– Nick Robertson registered a ridiculous 11 shots on goal in this game. I am not going to criticize him for getting the puck on net with regularity — it’s certainly a strength of his game — but it did appear as if Sogaard had a pretty good read on him by the second period. A little more deception might be required against the same goaltender on Saturday evening.
– Hitting the iron three times was certainly unfortunate for Alex Steeves. If one of those shots goes in, the narrative of the game is likely much different. His shot count was at five by the end of the game, and he at least did a good job of creating rebound opportunities with his efforts.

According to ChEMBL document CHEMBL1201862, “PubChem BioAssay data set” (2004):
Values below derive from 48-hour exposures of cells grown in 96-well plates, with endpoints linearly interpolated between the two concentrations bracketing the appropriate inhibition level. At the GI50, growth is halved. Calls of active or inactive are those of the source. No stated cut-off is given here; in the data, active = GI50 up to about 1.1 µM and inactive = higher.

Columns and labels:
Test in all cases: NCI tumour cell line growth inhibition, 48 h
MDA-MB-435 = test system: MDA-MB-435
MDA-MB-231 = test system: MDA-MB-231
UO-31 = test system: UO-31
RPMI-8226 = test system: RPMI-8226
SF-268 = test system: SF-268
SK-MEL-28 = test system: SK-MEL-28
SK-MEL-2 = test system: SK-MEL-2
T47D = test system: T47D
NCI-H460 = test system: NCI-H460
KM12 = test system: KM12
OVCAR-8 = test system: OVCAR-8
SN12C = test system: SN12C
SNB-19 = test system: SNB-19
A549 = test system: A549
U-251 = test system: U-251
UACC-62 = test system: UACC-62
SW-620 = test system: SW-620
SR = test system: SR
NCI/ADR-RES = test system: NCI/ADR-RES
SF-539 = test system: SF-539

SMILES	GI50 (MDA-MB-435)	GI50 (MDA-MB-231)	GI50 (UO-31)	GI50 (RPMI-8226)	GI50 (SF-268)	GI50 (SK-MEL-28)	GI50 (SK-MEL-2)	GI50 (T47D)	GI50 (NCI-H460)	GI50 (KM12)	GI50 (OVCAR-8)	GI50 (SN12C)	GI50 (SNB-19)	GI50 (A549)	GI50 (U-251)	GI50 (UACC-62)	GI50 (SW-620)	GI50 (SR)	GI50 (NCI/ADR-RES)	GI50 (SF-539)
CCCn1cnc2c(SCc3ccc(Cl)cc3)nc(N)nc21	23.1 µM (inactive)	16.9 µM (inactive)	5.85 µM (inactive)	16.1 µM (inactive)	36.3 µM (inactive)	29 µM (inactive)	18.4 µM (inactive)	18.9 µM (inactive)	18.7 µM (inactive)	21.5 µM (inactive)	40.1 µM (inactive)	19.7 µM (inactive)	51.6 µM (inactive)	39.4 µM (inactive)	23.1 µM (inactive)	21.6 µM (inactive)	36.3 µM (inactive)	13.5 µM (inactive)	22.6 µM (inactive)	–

– Dennis Hildeby must be wondering how well he has to play to pick up a first AHL win. A 31-save performance from the Swedish netminder deserved far better than the final result. “He looked incredible,” said Gruden. “It is his second start in the AHL. I thought he looked comfortable and a lot more confident than the first time. A good sign for us.”
– An update on Ryan Tverberg: He’s out week-to-week with a lower-body injury. A tough break for a young prospect off to an excellent start to his professional career.
– Friday’s lines:
Robertson – Gambrell – Steeves
Abruzzese – Shaw – Ellis
Clifford – Blandisi – Ovchinikov
Mastrosimone – Slavin – Solow
Benoit – Miller
Lajoie – Niemelä
Kokkonen – Villeneuve